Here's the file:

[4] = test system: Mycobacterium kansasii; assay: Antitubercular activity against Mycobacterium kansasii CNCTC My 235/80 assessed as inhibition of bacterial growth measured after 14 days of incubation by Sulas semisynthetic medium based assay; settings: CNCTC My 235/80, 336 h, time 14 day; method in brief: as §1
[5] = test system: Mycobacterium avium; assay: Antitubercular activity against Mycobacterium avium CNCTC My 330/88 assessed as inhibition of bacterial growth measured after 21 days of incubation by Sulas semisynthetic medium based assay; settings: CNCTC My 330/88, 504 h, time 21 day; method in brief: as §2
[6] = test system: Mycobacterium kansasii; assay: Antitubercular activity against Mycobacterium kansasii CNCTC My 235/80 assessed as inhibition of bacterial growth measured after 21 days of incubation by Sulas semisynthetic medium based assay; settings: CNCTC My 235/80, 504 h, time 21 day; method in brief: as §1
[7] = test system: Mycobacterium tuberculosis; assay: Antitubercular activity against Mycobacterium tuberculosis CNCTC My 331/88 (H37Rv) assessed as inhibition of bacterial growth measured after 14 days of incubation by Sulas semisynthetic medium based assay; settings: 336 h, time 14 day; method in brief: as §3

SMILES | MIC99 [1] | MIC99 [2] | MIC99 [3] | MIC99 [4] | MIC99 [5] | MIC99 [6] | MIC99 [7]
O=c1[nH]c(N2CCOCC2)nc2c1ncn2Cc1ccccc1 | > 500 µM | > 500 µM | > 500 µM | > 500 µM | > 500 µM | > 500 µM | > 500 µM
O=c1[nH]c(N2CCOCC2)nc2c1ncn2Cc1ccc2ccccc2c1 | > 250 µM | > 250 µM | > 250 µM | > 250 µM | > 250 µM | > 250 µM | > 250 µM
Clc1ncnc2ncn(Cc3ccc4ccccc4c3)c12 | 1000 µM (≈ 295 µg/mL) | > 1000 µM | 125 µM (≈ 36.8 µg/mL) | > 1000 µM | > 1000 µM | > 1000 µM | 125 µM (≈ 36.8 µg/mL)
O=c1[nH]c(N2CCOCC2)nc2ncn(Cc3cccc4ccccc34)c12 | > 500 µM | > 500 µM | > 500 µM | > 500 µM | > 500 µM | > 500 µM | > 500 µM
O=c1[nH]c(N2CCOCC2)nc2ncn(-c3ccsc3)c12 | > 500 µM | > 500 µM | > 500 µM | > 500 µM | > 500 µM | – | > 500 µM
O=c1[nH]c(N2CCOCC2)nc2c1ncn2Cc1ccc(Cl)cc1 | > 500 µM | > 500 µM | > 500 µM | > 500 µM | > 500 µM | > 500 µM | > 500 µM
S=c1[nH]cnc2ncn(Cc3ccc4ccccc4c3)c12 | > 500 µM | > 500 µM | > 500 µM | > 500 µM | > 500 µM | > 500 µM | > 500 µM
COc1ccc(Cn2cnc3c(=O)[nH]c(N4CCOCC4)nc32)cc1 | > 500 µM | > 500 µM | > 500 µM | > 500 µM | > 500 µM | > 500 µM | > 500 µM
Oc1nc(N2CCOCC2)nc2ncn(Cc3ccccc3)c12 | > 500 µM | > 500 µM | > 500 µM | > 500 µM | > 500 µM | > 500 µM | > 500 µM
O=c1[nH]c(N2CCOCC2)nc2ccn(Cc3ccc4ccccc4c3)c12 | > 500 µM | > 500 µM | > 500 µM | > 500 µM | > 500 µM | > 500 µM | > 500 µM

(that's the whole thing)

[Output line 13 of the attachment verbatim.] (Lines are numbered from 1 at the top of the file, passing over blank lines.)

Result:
COc1ccc(Cn2cnc3c(=O)[nH]c(N4CCOCC4)nc32)cc1 | > 500 µM | > 500 µM | > 500 µM | > 500 µM | > 500 µM | > 500 µM | > 500 µM